In another life, Ulrich Koerner would be best known for trying to save an isolated Swiss bank from collapse.
In September 2011, UBS was in disarray after rogue trader Kweku Adoboli lost $2.3 billion and forced Chief Executive Oswald Grubel to resign. As the board scrambled to find a replacement, early press release drafts contained a placeholder for the new CEO’s name: “UK”. But Koerner, then chief operating officer and deputy CEO, refused to take on an interim role – he wanted the bank’s full support. The board delayed and the draft was quickly updated with new initials: “SPE”. Sergio Pietro Ermotti took his chance and ran the lender for a largely successful decade.
Eleven years later, the reserved corner has another chance to stabilize a national institution facing an existential crisis: this time UBS’s fiercest rival Credit Suisse. It’s been a rocky start. During his eight-month tenure, shares have fallen 63 percent as the bank reported its second consecutive multibillion loss and panicked customers withdrew SFr111bn ($121bn) in funds.
Credit Suisse hit a nadir this week when its largest investor refused to provide more capital, turbocharging market contagion from the failure of the Silicon Valley bank. Its debt slipped into distressed value and it was forced to apply to the Swiss National Bank for a SFr50bn lifeline. But even a backstop from their fabled bullion stockpiles failed to stem the bleeding. Speculation has swirled about bankruptcy, a break-up or a state-planned rescue by UBS. “The status quo is no longer an option,” says JPMorgan analyst Kian Abuhossein.
Is Koerner – described by one colleague as “unambiguous, albeit the most stressful job in banking” and by another as having a “preternatural ability to absorb pressure” – the right man to hold the bank together?
“Uli may come across as an introvert, but he’s consistently likeable, smart and intelligent, and in many cases he’s the best guy in a crisis,” says Ermotti, a former UBS chief executive. “But at the time he took the job, it was like a firefighter being asked to run into a burning building. It is extremely challenging and difficult to turn this around.”
Koerner, 60, was born in Germany but went to Swiss school and holds dual citizenship. He began his career at Price Waterhouse before joining McKinsey. In 1998, he joined Credit Suisse and became head of Switzerland.
“He was a very quiet person, he kept his advice to himself,” says Kai Nargowala, who left the Credit Suisse board last year. “At that time the place was dominated by Americans [former CEO] Brady Dougan and [former asset management boss] Eric Verwell, and as you know Americans like to have a lot of oxygen in the room. Uli was silent but effective.
Corner went to UBS in 2009. Ermotti tasked him with reducing the bloated corporate center and turning around the asset management unit, crediting him with “a fantastic job”. It was there that he earned the nickname “Ully the Knife” for his frugal spending cuts.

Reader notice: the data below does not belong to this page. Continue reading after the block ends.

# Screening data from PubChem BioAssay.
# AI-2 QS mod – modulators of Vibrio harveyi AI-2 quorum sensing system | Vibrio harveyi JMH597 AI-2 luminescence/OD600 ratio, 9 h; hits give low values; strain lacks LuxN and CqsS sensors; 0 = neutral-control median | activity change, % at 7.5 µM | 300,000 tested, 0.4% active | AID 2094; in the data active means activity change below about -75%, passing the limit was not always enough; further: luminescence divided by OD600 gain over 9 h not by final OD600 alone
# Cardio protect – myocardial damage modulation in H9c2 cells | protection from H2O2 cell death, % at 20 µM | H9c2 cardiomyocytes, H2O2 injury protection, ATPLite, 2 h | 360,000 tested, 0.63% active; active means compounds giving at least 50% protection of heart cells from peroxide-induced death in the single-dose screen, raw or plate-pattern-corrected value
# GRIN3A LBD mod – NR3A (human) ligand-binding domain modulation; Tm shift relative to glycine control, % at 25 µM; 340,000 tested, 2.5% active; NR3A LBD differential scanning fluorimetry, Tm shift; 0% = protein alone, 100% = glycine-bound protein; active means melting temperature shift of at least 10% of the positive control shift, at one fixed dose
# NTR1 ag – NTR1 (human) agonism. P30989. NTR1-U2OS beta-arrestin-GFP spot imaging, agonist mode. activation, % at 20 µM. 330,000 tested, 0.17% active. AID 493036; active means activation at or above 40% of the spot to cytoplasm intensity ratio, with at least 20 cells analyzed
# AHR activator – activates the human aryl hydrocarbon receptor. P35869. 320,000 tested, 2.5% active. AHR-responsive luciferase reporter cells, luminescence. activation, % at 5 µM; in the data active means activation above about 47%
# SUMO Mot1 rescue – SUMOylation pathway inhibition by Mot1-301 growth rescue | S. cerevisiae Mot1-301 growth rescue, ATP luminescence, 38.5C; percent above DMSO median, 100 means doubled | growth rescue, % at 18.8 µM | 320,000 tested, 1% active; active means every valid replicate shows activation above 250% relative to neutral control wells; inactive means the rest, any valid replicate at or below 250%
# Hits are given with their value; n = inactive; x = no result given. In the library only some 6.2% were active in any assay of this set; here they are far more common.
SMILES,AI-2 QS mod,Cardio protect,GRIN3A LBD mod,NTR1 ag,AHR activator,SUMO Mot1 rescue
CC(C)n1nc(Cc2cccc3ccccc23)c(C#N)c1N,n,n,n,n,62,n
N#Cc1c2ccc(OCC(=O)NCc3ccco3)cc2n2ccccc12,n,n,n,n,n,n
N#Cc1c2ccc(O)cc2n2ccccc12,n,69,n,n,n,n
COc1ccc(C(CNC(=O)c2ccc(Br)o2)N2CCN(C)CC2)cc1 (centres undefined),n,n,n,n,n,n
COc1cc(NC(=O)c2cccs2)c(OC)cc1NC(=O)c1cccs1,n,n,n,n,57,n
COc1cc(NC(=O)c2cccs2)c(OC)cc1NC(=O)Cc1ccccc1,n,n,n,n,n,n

Koerner returned to Credit Suisse in April 2021 to help deal with the Greensil Capital scandal, when the asset management unit was forced to freeze a $10bn investment fund amid allegations of fraud. At the same time, the crisis deepened when the bank lost $5.5bn on the collapse of family office Archagos.
Nargowala says Credit Suisse “went into analysis paralysis, it couldn’t decide on anything”. “At this stage it needs some clear direction, and Uli has tried to provide that.”
According to one board member, choosing Corner was an attempt to break the pattern of more flamboyant leaders whose terms had become discredited. “Uli is no showman, but a very fact-based and sober business leader,” says the board member. “Journalists may find it less exciting. But that’s what we need.”
However, his blunt, data-led communication style has failed to put investors at ease. Nor has it been able to stem the exodus of clients from the wealth management division, a key to Credit Suisse’s ability to survive. “Uli repeats it [the bank] A rival Swiss banking executive says it has high liquidity and capital so is safe and sound, but given that, that’s not reassuring. “The style and pace at which things are being done is a concern.”
David Harrow, a former top investor at Harris Associates, has also criticized the deal Koerner approved with a board member. Michael Klein orchestrated a spinout into the investment banking business, not only buying his own firm for $175mn, but also negotiating a $10mn fee for his advice.
“He’s never run an investment bank so he’s at the mercy of people like Klein, who are running rings around him,” says a senior colleague. “Also, he has never run wealth management or worked outside of Switzerland, so he doesn’t have the network to fact-check and navigate these global strategic decisions.”
Outside of work, Corner’s personality is more colorful. He has three children — and three dogs: a dogo argentino, a Boston terrier and a German wire-hair pointer — and lives in the Engadine, an alpine valley where he hikes and skis. He is also sociable and loves a drink, favoring wine.
But he is best known in Zurich as a “petrolhead” and rally driver. He takes a different classic Porsche from his collection to the office every day. In 2013 he raced a customized in the “Peking to Paris Motor Challenge”. Gray 1972 Porsche 911 And he negotiated the UBS sponsorship of Formula 1, claiming to colleagues that he got the better of Bernie Ecclestone.
Since taking office in July, he has told friends he has been too busy with the race. However, if he is unable to raise Credit Suisse shares soon, he may have more time to fulfill his passion.